“I feel ashamed when I ask my mother for a hand-out. She gets into trouble with my father who blames her for helping me out. You know in our culture manhood is intricately related to making money. My father says all the time that I bring shame to the family. “He is not a man” - I have heard this phrase several times. I want to prove him wrong. I want to settle down in Italy, get a job and get back to Tunis every year with a car and a lot of presents for my family and my friends”, says Karim, a young man with a university degree who has been unemployed for almost four years.
Europe plagued by high levels of unemployment and a hostile attitude towards illegal immigrants is still full of allure for many Tunisians driven by a dream of Europe as a paradise. The lowly life that quite good number of Tunisians lead in Europe, where climbing the social ladder Is likely to be tougher than in the USA for instance, and backbreaking jobs are the norm for Africans, is even worse for the recently migrating job seeker.
The government should take responsibility in fulfilling their promises of development and defend Tunisian human dignity which is one of the pillars of human rights. The Tunisian people have had enough of the dark ages under dictatorship and now will not tolerate being manipulated and belittled after they have changed the course of history. Dignity and equality are two fundamental stepping stones that should be guaranteed in Tunisia so Tunisians can restore their faith in their country.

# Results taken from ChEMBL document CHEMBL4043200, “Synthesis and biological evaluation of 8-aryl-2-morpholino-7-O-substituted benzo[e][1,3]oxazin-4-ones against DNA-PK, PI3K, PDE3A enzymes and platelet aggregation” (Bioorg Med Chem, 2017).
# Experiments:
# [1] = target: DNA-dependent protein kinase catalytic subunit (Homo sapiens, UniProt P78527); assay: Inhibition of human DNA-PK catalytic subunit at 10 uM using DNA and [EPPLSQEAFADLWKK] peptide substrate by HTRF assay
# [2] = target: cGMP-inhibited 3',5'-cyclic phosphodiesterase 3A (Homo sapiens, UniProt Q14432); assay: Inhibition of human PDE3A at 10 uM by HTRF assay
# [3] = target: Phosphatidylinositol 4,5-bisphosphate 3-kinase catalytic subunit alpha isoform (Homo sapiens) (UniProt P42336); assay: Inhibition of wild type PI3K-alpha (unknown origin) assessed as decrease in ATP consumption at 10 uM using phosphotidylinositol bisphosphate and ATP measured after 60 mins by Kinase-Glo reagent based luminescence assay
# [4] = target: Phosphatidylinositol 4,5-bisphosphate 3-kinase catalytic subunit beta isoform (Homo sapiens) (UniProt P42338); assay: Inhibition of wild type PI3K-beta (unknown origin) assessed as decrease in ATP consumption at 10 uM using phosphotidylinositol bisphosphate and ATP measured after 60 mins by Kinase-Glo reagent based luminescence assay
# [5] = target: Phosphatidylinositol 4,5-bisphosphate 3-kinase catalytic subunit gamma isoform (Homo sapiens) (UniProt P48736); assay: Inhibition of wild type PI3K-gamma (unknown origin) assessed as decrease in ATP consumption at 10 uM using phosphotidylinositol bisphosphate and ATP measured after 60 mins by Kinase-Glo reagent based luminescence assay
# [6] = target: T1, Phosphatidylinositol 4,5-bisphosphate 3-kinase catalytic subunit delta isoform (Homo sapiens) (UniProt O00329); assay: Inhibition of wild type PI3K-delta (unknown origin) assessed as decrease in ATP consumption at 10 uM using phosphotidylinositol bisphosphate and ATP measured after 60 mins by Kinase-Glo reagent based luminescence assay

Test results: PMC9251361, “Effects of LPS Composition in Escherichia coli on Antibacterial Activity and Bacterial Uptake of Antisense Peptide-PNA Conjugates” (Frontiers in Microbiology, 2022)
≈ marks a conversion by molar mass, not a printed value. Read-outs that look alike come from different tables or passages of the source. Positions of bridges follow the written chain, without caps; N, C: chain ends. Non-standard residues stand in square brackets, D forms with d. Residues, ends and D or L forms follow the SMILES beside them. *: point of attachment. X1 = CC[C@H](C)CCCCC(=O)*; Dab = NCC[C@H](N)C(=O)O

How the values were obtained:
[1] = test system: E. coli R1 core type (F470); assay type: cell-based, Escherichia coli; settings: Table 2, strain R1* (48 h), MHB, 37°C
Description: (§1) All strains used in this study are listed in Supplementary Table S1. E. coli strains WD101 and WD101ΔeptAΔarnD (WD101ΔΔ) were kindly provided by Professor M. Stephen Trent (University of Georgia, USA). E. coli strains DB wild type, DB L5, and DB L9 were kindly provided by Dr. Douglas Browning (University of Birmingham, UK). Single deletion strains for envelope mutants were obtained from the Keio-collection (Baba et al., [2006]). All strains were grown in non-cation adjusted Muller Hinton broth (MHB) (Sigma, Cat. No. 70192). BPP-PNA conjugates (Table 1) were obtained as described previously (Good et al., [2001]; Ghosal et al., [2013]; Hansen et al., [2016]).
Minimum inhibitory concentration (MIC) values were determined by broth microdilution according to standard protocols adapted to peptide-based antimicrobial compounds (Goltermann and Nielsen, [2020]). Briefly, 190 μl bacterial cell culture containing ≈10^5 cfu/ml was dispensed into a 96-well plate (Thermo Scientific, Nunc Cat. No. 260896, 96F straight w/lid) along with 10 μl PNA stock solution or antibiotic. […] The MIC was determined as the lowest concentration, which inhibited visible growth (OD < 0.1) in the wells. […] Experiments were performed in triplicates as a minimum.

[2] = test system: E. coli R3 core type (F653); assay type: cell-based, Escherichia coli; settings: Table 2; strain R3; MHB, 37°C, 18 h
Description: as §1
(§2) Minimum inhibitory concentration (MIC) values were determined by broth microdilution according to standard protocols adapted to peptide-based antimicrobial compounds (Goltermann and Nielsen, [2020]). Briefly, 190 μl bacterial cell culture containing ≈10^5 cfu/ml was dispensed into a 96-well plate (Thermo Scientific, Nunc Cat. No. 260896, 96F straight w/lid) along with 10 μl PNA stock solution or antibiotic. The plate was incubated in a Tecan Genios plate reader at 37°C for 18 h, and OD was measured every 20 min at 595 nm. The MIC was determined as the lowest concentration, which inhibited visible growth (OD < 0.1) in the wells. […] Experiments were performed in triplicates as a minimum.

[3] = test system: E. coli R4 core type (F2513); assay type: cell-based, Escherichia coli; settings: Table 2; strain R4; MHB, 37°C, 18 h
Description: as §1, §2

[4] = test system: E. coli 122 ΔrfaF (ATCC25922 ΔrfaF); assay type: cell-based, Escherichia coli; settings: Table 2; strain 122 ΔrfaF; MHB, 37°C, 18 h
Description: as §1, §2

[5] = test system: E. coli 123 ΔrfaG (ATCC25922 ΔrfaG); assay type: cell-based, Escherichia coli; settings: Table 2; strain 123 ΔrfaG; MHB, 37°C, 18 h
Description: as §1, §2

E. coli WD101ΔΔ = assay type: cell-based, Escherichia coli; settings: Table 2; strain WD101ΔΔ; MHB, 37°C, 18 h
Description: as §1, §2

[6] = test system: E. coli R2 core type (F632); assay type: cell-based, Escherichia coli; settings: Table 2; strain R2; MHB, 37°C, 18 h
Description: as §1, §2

A lot of people have been criticizing the newly elected president Mr. Mohamed Morsi and his administration even before they won the presidential elections, even before his political party ( Freedom and Justice) won the majority in the parliament elections. The Freedom and Justice political party, closely affiliated with the Muslim Brotherhood, has been accused of many things, including profiteering off the Egyptian youth revolution, betraying the people of the Egyptian revolution, and having secret agreements with the former regime and the Supreme Council of the Armed Forces (SCAF).
These accusations might not be very fair towards the Muslim Brotherhood in general, as they have been the unofficial opposition to the regime for almost 80 years, but I can accuse them with a good conscience of lacking a huge amount of imagination – imagination which is quite essential for the change and reform that Egypt needs. Their definition of the revolution and its desirable outcomes are simply too far removed from the ideas everybody else holds dear.